Hi Everybody!!

Hi Everybody!!
Welcome to my Hometown!!

Thursday, August 29, 2013


Hi Everybody!!
I have come a long way from the days of being a successful Chef at the old Liendo's,  to quiet luncheons in the woods with the hummingbirds and bees! I look at it as a step 'Up' in life. That is the Buzz around here. In your photostudy tonight, we will look at some of the feeders to see where the bees are this morning. (Yes, the swarm is still here). Next, I put the plan in motion to feed the bees from a big tray to free up the feeders for the birds that came in with the bees (the females and juveniles). The bees did not come with the male scouts. Somehow, we must turn into one big happy family over here! And, as a special attraction, the second Sun Halo in a week! Enjoy!

From the Google Search Index:

Halo (optical phenomenon) - Wikipedia, the free encyclopedia


Halo (optical phenomenon). From Wikipedia, the free encyclopedia. Jump to: navigation, search. A halo around the sun in Padang, Indonesia. From top to ...
(Please see Search Button for other listings)

First, a walk around to look at the bird feeders to get an idea where the bees are. Then a plan to get the bees off the feeders and onto a lunch tray!

Courtyard feeder


Honey bee

From Wikipedia, the free encyclopedia
Honey bees (or honeybees) are a subset of bees in the genus Apis, primarily distinguished by the production and storage of honey and the construction of perennial,colonial nests out of wax. Honey bees are the only extant members of the tribe Apini, all in the genus Apis. Currently, there are only seven recognised species of honey bee with a total of 44 subspecies,[1] though historically, anywhere from six to eleven species have been recognised. Honey bees represent only a small fraction of the approximately 20,000 known species of bees. Some other types of related bees produce and store honey, but only members of the genus Apis are true honey bees.
Honey bees
Temporal range: Oligocene–Recent

European honey bee carrying nectar back to the hive, with pollen attached
Scientific classification
Latreille, 1802

Colony collapse disorder (CCD)[edit source | editbeta]

Beekeepers in Western countries have been reporting slow declines of stocks for many years, apparently due to impaired protein production, changes in agricultural practice, or unpredictable weather. In early 2007, abnormally high die-offs (30–70% of hives) of European honey bee colonies occurred in North America; such a decline seems unprecedented in recent history. This has been dubbed "Colony collapse disorder" (CCD); it is unclear whether this is simply an accelerated phase of the general decline due tostochastically more adverse conditions in 2006, or a novel phenomenon. Research has so far failed to determine what causes it, but the weight of evidence is tentatively leaning towards CCD being a syndrome rather than a disease as it seems to be caused by a combination of various contributing factors rather than a single pathogen or poison.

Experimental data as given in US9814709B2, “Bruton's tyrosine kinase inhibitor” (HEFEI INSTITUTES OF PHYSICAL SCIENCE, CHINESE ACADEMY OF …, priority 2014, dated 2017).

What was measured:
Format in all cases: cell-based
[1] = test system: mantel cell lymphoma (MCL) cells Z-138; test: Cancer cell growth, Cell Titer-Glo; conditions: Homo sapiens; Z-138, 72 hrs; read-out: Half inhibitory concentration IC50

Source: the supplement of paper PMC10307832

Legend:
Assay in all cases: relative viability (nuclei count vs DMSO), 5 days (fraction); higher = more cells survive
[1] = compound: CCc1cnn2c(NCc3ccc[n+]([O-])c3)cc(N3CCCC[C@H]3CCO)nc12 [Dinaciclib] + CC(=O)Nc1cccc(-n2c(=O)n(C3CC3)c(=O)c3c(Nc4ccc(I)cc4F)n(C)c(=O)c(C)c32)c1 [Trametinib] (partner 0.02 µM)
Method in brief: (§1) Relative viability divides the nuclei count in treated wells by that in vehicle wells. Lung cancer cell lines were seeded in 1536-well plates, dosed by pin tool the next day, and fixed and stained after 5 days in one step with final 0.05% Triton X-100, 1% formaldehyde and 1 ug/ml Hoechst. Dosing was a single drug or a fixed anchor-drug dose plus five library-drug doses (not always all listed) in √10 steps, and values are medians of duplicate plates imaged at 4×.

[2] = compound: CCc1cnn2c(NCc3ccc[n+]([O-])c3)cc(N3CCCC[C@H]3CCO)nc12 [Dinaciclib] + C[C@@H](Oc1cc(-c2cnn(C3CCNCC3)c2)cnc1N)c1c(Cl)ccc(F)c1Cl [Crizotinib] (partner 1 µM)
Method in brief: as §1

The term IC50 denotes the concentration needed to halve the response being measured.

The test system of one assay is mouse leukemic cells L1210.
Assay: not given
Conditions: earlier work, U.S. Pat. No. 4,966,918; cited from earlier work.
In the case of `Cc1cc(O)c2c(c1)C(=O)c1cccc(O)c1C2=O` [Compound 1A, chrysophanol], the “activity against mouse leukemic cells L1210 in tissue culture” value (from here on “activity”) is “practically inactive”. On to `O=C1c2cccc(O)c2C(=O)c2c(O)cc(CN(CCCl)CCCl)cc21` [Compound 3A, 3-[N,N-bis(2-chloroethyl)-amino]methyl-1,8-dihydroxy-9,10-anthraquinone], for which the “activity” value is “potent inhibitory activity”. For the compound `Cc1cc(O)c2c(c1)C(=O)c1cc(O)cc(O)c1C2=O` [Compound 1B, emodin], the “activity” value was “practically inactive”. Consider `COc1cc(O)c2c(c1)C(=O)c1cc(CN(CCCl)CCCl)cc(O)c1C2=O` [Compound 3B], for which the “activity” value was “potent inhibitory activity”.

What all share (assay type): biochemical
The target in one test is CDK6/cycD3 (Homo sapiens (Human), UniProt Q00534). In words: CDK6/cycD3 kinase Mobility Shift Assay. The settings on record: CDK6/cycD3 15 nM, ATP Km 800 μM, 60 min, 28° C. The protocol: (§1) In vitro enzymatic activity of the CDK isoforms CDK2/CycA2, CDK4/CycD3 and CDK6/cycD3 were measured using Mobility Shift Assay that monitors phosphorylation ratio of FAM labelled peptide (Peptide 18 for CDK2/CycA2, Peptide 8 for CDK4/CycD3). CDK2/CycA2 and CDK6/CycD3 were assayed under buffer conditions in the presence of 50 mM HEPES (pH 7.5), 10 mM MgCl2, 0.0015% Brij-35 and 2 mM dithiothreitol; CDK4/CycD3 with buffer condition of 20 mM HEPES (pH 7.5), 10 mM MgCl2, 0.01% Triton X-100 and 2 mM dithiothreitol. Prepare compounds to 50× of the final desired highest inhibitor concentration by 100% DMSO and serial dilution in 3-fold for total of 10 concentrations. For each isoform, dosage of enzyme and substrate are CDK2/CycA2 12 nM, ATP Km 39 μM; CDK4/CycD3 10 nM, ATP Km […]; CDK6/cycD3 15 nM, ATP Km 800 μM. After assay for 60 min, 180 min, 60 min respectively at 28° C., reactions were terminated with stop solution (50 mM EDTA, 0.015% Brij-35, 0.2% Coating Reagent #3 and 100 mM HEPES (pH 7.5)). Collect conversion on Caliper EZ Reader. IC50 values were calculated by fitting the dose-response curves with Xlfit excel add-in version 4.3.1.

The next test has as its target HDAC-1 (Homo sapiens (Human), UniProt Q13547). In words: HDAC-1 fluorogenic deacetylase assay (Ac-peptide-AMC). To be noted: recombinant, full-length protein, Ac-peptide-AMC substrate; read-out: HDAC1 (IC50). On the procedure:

Communication[edit source | editbeta]

Honey bees are known to communicate through many different chemicals and odors, as is common in insects, but also using specific behaviours that convey information about the quality and type of resources in the environment, and where these resources are located. The details of the signalling being used vary from species to species; for example, the two smallest species, Apis andreniformis and Apis florea, dance on the upper surface of the comb, which is horizontal (not vertical, as in other species), and worker bees orient the dance in the actual compass direction of the resource to which they are recruiting.
A study has found that Apis mellifera carnica honey bees use their antenna asymmetrically for social interactions with a strong lateral preference to use their right antenna.[15] [16]
(Please see link for complete article including life cycle and honey production)
greenhouse feeder

2 feeders at Kates

Birds and bees together

Feeder on portable rack

Lunch is Served! Refreshing Sugar Water Du Jour!

first one

(I rolled the rack over by the table so bees could see tray)

In the post 2 days ago, we looked at the definition of Swarming behavior from the Wikipedia page (see post). Anyway, the following quote was made: 

After several hours and sometimes days, slowly a favorite location emerges from this decision making process. In order for a decision to be made in a relatively short amount of time (the swarm can only survive for about 3 days with the honey they gorged themselves with before leaving the hive), a decision will often be made when somewhere around 80% of the scouts have agreed upon a single location. When that happens, the whole cluster takes off and flies to it. A swarm may fly a kilometer or more to the scouted location. 

I would like to suggest that perhaps the 3 day limit is just limited thinking. The bees can go much longer and much further by following the hummingbirds on migration. This is a learned behavior as humans have not always put up the nectar feeders. Now we do.
Also, depending on the time the Colony Collapse occurs and if no dead bodies are found, maybe they just all leave. If this year is the same as the past 5, the bees will be here until October with the Hummers. Again, I am no Scientist, only throwing out ideas for consideration in observations and photodocumentations for 5 years.

...this is brendasue signing off from Rainbow Creek.  See You next time! (Serving lunch again tomorrow for the bees and birds!)